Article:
If you don’t have your process written out and you aren’t sure where to start, document the next project you work on. Take note of each step you take and how long it takes you to complete each step. Don’t pass off refinement as not a step! It takes quite a bit of time and depending on the project, sometimes you’ll spend more time at this stage than others. If you don’t have an upcoming project, do a self-initiated one. Find a company’s logo that has been bugging you and redesign it or make up a fictional company you would like to design a logo for. Both are good exercises not only for finding your process, but becoming more efficient in your work.

The importance of establishing your process

Knowing your own process, writing it out, and sharing it with the public is going to help establish yourself as a professional. Your peers and your clients will both see you know how to do your job. If there’s anything else you need to know about establishing your process, it’s that you’re hurting yourself not having it written down. Start a project, document it, and get your process written out.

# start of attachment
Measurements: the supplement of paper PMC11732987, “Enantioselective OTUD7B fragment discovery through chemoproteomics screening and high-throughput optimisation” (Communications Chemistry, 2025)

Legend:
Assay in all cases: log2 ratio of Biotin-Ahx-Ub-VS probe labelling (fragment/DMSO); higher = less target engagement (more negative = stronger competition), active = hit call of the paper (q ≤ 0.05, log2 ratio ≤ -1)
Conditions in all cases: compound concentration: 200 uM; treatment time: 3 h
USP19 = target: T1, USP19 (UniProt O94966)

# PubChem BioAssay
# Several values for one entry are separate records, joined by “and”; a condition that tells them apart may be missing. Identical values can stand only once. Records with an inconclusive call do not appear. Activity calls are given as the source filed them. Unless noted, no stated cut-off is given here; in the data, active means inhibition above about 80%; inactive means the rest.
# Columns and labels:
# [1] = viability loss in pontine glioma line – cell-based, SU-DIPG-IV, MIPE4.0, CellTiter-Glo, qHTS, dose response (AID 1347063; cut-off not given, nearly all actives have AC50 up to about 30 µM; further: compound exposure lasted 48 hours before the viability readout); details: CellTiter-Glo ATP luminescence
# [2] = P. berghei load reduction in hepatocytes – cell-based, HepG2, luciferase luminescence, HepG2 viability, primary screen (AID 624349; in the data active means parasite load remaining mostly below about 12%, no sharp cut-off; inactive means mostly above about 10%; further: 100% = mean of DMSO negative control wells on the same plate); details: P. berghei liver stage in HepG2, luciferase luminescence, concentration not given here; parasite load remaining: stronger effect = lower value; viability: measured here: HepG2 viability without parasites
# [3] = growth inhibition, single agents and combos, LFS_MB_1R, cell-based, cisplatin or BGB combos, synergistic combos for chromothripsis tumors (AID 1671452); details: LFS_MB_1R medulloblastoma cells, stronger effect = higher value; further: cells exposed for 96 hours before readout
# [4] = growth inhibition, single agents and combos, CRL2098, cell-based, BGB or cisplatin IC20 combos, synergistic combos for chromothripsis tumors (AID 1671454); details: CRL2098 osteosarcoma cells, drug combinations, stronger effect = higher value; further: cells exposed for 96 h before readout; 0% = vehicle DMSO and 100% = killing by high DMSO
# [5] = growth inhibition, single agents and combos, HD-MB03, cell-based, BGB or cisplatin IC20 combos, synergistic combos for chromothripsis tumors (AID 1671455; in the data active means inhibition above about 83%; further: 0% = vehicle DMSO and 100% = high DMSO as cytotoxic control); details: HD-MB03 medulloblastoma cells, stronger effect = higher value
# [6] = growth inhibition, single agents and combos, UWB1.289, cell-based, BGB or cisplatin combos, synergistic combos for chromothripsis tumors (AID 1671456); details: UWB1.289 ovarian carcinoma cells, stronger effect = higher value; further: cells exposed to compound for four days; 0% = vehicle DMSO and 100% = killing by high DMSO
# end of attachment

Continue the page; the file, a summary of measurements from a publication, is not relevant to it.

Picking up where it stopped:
Trust the Process

Once you have established your process, learn to trust the system that you have in place. There will be times that it gets challenging. Maybe you just want to get the project over with because it’s boring, or you’re really excited to see the final product and you don’t want to spend so much time refining. Just remember, your process is key to how you got to where you are today and it will lead you to your success in the future. You don’t have to take my word for it. Check out my friend Daniel Palacios’ (Highpulp) poster that he created just on the topic: Trust the Process Case Study.

Are you still having trouble trying to find your process? Contact me through my Contact Page.